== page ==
Log Post: No backing out now!

At some point, whenever you are a chief scientist, there is a moment when you suddenly realize that the focus is about to be all on you for a while. Once upon a while you wrote a proposal.  Some friends of yours thought it sounded harmless enough that they would lend their names (and ideas) … Continued

Log Post: Getting Ready

Today was a quiet but busy day.  All the scientists had arrived by the end of Monday and all the remaining science gear showed up at the ship during the course of the day. [Actually, all but 3 boxes from FedEx due on Wednesday, but we’re convinced all is on track for departure, Thursday at … Continued

Log Post: Memorial Day

We had a rather quiet day on the ship today with all the Nereus team members working away at getting Nereus further prepared for departure. In the morning James, Mike and I met with the Captain to plan ahead for the first few days of science operations after which I took an hour to get … Continued

News: Serendipitous Side Trip

The Falkor team completed the first-ever high-resolution map of deep reefs near the island of Roatan in Honduras. This new resource can be used fro many purposes, including to aid future research in the area on the corals and other animals found there, as well as also enabling increased conservation of the reefs. When Dr. … Continued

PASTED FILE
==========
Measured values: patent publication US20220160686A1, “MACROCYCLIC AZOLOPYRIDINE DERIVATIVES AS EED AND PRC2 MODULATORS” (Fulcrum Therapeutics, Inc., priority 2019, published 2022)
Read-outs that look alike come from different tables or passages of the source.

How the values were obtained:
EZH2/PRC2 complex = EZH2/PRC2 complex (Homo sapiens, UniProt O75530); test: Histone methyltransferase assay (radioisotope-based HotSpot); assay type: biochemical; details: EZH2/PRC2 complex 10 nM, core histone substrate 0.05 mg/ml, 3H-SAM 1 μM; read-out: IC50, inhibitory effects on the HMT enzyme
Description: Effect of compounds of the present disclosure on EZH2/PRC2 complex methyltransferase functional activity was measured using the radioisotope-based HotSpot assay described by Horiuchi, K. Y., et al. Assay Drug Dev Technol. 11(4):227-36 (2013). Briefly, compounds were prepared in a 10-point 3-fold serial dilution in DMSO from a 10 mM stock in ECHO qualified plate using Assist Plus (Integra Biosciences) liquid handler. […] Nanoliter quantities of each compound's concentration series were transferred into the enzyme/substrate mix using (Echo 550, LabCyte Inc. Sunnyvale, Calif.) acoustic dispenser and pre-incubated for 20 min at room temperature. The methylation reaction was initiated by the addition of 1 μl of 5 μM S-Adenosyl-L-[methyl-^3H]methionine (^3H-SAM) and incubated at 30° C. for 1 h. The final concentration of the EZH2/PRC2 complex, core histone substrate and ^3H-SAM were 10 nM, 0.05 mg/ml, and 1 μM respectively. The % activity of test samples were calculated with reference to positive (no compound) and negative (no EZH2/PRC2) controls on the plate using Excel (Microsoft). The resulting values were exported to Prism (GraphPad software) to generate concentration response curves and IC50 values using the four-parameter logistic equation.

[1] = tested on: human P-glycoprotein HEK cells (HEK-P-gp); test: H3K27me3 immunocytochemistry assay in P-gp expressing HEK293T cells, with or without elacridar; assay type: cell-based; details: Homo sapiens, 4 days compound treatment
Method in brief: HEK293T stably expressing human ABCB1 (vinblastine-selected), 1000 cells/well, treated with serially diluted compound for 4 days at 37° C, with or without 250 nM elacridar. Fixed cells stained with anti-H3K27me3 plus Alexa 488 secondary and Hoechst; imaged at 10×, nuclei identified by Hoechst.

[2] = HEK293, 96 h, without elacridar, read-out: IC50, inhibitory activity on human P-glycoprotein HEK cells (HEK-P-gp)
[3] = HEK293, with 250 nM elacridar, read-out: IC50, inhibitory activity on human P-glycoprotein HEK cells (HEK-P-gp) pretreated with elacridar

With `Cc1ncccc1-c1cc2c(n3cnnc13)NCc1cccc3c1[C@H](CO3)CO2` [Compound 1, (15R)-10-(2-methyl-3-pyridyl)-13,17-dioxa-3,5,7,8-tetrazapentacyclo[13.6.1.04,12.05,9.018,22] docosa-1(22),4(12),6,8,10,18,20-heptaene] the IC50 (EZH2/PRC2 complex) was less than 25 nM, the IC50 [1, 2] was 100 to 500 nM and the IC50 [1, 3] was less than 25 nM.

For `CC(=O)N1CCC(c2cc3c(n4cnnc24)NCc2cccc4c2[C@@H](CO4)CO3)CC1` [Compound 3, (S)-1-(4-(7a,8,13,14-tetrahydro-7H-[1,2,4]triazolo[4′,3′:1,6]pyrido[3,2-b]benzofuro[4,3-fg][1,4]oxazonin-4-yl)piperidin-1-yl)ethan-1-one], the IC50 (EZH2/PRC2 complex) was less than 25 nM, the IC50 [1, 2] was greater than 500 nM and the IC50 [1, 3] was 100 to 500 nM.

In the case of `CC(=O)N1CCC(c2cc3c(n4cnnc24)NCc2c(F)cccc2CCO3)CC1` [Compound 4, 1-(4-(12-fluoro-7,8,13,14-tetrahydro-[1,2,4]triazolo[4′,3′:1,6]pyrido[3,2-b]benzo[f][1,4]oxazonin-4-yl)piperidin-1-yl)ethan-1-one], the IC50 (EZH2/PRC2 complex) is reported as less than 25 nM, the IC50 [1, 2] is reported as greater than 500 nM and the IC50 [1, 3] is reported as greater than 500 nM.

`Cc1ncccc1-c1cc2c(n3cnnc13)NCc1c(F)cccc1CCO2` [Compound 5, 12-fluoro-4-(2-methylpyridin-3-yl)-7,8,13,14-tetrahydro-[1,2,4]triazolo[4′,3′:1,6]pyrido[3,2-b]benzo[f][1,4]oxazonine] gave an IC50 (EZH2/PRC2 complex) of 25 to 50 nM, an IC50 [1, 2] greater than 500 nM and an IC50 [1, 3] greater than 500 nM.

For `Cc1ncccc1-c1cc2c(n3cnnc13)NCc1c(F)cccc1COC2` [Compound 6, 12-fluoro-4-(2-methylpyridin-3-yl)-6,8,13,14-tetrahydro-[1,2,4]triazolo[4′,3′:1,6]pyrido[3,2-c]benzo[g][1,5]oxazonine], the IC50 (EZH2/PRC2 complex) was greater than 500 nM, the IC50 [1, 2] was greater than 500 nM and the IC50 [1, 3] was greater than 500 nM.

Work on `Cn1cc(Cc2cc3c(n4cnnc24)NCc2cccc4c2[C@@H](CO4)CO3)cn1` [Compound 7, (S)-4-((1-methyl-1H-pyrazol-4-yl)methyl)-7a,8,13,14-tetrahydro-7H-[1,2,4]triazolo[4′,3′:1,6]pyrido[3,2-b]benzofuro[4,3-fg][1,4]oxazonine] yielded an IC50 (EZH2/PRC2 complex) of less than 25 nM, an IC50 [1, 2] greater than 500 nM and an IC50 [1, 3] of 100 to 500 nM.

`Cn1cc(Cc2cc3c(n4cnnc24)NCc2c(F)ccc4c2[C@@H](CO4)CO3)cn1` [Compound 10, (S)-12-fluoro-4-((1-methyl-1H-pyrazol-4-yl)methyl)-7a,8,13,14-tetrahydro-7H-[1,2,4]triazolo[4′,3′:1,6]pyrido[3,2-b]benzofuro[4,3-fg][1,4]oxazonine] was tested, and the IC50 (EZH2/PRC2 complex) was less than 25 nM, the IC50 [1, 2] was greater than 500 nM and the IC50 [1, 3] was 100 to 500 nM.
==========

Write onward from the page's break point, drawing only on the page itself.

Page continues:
Log Post: Mobilization

While our cruise doesn’t set sail until Thursday, and most of the science team are not due here until Tuesday, there has been plenty going on aboard RV Falkor already to get prepared for our expedition. Sunday morning, 8am: arrived at the ship last night, crashed out and was awake in time for breakfast and … Continued

Log Post: Captain’s log from March 23, 2013

Time of observations / report:  23rd March 2013 – 12:00 LT (UTC – 4) Position:  22-52.8-N, 090-11.9-W Course and speed:  Courses various whilst mapping survey line, speed 8 kts Sea condition:  4 (moderate) – Short Moderate SE’ly Weather (current and forecasted) – Wind SE’ly 6/7 Air temp:  25.4 C Water temp: 24.3 C Operations narrative: … Continued

Log Post: Increasing resolution

The Falkor’s first science cruise is focusing on mapping the Campeche Escarpment between water depths of 400 m to its base at 3700 m. The capability of the Falkor’s multibeam sonar is clearly illustrated by comparing the previously available bathymetric data with the new bathymetry. Figure 1. The best bathymetric data available at the time … Continued

Log Post: Seafloor mapping continues

Mapping of Campeche Escarpment reminds us that hydrographic surveys may not be as ‘glorious’ as some other types of ocean research, such as, for example, ROV operations, however, seafloor maps are extremely important for all ocean disciplines.  ROV pilots won’t dive these days without seeing a map of the site first. Satellite maps available for … Continued